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Author Topic: Training at school  (Read 2466 times)

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Offline fuji

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Training at school
« on: June 07, 2015, 09:56:57 PM »
I know there is probably not a specific answer to my question, I'm just looking for the "usual" answer. If there is one! ;D
Who "usually" does the training for school personnel on anaphylaxis, Epi training and general food allergy awareness?

Apparently last year the principal hired (or asked someone he knew, IDK) from about 3 hours away to do the training. I don't know if the training was sufficient or not, but I called the public health nurse who is now (as of about 6 months ago) the school nurse for all three schools in town and she had no idea. She was not any part of the training whatsoever, but is looking into doing the training this year.
Me: Mild hayfever, asthma
DH: Mild hayfever
DS24: Grass allergy, very mild hayfever
DS16: Severe grass allergy, mild hayfever
DD14: Peanut allergy, very mild hayfever

Offline Macabre

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Re: Training at school
« Reply #1 on: June 08, 2015, 12:10:11 AM »
The head nurse for the school district has done it in elem, MS and HS (in two different states) for us.

Okay, so when DS was little (K?) I actually trained the entire school staff. :misspeak: but that was 12 years ago--early days for awareness yet.


(Edited to correct the many, many typos/autocorrects)
« Last Edit: June 08, 2015, 10:00:19 AM by Macabre »
Me: Sesame, shellfish, chamomile, sage
DS: Peanuts

Offline PurpleCat

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Re: Training at school
« Reply #2 on: June 08, 2015, 07:15:04 AM »
All school nurses here train the staff in their buildings every year during teacher orientation meetings just before school starts.

Offline fuji

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Re: Training at school
« Reply #3 on: June 08, 2015, 12:37:52 PM »
Thanks! It seemed logical to me that the school nurse would do it! At the beginning of last year there was no school nurse but there has always been a public health nurse! I'm just not sure why he wouldn't have asked her instead of having someone come from 3 hours away! I'm trying to understand these rural ways, but I'm a city folk and I just don't get it!  ???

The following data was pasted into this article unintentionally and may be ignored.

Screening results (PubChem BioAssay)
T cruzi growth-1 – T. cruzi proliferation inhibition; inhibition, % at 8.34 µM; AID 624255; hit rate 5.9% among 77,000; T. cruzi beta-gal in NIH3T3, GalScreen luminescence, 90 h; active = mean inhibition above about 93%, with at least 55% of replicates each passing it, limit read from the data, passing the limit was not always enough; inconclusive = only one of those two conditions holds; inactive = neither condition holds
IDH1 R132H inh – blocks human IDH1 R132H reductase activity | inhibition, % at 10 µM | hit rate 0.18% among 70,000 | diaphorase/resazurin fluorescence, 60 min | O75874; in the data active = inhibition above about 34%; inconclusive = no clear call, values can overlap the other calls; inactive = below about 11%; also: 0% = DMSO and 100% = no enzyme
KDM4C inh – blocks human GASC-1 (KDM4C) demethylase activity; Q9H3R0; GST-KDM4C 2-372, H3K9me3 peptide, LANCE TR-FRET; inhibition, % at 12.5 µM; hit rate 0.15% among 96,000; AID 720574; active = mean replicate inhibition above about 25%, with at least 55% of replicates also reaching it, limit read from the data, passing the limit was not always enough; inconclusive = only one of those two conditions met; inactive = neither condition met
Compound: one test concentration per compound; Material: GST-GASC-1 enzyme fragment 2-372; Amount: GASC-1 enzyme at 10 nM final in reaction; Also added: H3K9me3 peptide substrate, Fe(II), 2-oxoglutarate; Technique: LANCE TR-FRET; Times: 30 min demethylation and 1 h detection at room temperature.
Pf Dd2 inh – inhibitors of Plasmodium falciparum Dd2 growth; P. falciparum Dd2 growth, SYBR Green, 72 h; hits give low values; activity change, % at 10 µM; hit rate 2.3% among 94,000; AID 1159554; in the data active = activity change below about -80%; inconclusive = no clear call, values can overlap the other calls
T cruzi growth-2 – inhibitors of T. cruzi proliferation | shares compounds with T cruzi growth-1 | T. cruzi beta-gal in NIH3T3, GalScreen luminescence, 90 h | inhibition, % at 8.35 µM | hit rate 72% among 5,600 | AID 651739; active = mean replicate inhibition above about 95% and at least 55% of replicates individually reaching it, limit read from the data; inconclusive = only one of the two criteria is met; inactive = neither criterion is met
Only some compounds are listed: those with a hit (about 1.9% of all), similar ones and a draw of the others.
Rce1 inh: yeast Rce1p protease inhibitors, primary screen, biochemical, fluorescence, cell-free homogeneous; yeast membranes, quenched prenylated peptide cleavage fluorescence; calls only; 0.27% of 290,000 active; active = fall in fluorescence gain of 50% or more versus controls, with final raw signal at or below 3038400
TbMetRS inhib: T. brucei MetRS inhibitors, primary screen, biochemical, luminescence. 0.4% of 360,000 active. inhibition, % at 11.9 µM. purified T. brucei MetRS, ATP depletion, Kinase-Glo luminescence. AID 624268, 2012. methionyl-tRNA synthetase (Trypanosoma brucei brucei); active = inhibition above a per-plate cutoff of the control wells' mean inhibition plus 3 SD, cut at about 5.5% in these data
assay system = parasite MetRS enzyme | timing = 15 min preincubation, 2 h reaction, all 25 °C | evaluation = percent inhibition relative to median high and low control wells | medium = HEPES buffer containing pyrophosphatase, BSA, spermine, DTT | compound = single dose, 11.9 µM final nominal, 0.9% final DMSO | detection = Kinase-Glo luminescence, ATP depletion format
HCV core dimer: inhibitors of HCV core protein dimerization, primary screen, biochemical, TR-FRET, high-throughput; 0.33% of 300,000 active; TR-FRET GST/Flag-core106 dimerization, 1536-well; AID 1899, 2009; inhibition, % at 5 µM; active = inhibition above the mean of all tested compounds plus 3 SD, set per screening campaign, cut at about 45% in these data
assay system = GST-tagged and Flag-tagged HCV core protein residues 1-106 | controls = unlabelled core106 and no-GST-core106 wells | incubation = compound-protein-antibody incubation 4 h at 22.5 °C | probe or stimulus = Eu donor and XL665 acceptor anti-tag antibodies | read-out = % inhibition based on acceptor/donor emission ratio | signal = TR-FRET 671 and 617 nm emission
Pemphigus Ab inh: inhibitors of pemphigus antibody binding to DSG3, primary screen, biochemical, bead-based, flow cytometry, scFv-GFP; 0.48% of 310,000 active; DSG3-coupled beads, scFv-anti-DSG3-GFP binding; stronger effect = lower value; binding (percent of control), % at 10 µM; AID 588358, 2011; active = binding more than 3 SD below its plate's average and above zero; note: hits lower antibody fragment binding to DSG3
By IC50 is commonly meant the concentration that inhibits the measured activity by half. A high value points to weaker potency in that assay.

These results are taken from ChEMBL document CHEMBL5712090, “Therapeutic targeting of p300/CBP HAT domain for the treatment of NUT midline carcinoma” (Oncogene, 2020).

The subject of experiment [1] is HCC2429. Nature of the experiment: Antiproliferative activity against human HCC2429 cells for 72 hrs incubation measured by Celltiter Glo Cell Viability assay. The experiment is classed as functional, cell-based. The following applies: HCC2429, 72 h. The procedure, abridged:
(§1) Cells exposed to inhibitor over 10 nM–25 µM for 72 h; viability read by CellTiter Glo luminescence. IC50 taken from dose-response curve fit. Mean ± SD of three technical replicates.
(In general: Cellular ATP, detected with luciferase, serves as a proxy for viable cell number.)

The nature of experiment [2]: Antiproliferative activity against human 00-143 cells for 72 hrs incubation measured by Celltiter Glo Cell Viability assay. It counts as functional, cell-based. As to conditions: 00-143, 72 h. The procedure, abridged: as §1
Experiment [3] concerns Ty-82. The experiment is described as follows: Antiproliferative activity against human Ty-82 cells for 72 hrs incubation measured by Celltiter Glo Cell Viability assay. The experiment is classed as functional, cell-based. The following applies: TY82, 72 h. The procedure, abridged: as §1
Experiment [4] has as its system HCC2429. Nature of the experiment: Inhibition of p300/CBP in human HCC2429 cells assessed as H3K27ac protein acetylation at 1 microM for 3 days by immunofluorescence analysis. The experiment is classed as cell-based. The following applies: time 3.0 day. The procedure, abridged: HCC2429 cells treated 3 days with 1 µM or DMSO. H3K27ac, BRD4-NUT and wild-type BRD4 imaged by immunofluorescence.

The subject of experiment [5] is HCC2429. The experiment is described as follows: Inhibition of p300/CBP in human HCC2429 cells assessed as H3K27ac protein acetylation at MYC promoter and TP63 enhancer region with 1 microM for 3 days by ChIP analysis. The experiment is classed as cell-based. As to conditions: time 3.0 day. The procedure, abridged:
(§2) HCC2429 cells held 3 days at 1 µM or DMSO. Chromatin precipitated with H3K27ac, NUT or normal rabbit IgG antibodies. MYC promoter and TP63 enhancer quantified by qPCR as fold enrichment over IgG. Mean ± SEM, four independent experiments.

Me: Mild hayfever, asthma
DH: Mild hayfever
DS24: Grass allergy, very mild hayfever
DS16: Severe grass allergy, mild hayfever
DD14: Peanut allergy, very mild hayfever

Offline ajasfolks2

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Re: Training at school
« Reply #4 on: June 09, 2015, 05:12:17 AM »
If there is school nurse, then that is typically who does it . . .

The public health nurse is actualy employee of the county rather than the school district?  It is possible that the charter for the PHNs and relationship with school did not allow for this training for some reason? 

The school DID need to get ana / epi training somehow.  It would be interesting to know more about who actually was hired to do it and how this was paid for?  (Just me, musing.)  Not saying you should post that detail here, but suggesting if you really want to know who/why then there may be some financial info and other details available via FOIA and also in the records at school board meetings and in school regulatons.

Is this where I blame iPhone and cuss like an old fighter pilot's wife?

**(&%@@&%$^%$#^%$#$*&      LOL!!   

Offline ajasfolks2

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Re: Training at school
« Reply #5 on: June 09, 2015, 05:13:29 AM »
I am moving this question / discussion down into the regular Schools area as it seems better fit.   :)
Is this where I blame iPhone and cuss like an old fighter pilot's wife?

**(&%@@&%$^%$#^%$#$*&      LOL!!   

Offline fuji

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Re: Training at school
« Reply #6 on: June 09, 2015, 09:04:59 AM »
Yes, ajsfolks2! I am just musing at this point! Hoping the curiosity doesn't kill this cat! ~)
Me: Mild hayfever, asthma
DH: Mild hayfever
DS24: Grass allergy, very mild hayfever
DS16: Severe grass allergy, mild hayfever
DD14: Peanut allergy, very mild hayfever

Offline CMdeux

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Re: Training at school
« Reply #7 on: June 18, 2015, 03:25:22 PM »
Our schools are contracted with the local department of public health-- a public health nurse does trainings upon request.  This is actually a pretty awesome arrangement, because it turns out that the nurse who does those trainings has a child with a LTFA, and also has "no skin in the game" as a school staffer, if you KWIM.  So it's VERY thorough training, and done by someone who has no interest in minimizing accommodations for any individual students-- it's also someone that does a LOT of those trainings around the county, in all kinds of childcare and school settings.

Resistance isn't futile.  It's voltage divided by current. 

Western U.S.

Offline joanna5

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Re: Training at school
« Reply #8 on: June 18, 2015, 08:56:51 PM »
The school nurses do it twice a year here.
David (10/04): Allergic to milk, eggs, peanuts, tree nuts, and mustard
Allison (9/06): NKA
Ryan (3/11): Allergic to milk and eggs